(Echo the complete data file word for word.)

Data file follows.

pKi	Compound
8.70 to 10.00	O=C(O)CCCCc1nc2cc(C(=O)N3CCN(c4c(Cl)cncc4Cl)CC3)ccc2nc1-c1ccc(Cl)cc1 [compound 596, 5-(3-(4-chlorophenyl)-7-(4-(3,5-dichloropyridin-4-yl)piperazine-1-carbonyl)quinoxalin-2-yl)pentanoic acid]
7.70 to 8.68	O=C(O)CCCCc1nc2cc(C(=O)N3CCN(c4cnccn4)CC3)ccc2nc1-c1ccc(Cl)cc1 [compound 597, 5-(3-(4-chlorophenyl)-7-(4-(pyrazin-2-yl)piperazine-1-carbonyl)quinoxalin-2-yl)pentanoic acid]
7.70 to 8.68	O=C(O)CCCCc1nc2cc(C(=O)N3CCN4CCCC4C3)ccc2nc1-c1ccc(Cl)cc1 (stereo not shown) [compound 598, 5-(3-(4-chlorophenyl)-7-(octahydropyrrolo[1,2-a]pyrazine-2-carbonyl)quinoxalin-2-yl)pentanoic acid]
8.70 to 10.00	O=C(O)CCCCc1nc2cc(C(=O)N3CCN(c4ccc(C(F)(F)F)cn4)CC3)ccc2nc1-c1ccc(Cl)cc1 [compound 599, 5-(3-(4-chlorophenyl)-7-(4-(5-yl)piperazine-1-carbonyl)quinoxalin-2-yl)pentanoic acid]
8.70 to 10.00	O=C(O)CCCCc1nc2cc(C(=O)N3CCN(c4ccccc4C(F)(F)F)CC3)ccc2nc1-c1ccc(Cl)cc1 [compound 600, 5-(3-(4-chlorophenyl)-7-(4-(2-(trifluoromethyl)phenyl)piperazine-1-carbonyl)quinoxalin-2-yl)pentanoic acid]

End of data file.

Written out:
pKi	Compound
8.70 to 10.00	O=C(O)CCCCc1nc2cc(C(=O)N3CCN(c4c(Cl)cncc4Cl)CC3)ccc2nc1-c1ccc(Cl)cc1 [compound 596, 5-(3-(4-chlorophenyl)-7-(4-(3,5-dichloropyridin-4-yl)piperazine-1-carbonyl)quinoxalin-2-yl)pentanoic acid]
7.70 to 8.68	O=C(O)CCCCc1nc2cc(C(=O)N3CCN(c4cnccn4)CC3)ccc2nc1-c1ccc(Cl)cc1 [compound 597, 5-(3-(4-chlorophenyl)-7-(4-(pyrazin-2-yl)piperazine-1-carbonyl)quinoxalin-2-yl)pentanoic acid]
7.70 to 8.68	O=C(O)CCCCc1nc2cc(C(=O)N3CCN4CCCC4C3)ccc2nc1-c1ccc(Cl)cc1 (stereo not shown) [compound 598, 5-(3-(4-chlorophenyl)-7-(octahydropyrrolo[1,2-a]pyrazine-2-carbonyl)quinoxalin-2-yl)pentanoic acid]
8.70 to 10.00	O=C(O)CCCCc1nc2cc(C(=O)N3CCN(c4ccc(C(F)(F)F)cn4)CC3)ccc2nc1-c1ccc(Cl)cc1 [compound 599, 5-(3-(4-chlorophenyl)-7-(4-(5-yl)piperazine-1-carbonyl)quinoxalin-2-yl)pentanoic acid]
8.70 to 10.00	O=C(O)CCCCc1nc2cc(C(=O)N3CCN(c4ccccc4C(F)(F)F)CC3)ccc2nc1-c1ccc(Cl)cc1 [compound 600, 5-(3-(4-chlorophenyl)-7-(4-(2-(trifluoromethyl)phenyl)piperazine-1-carbonyl)quinoxalin-2-yl)pentanoic acid]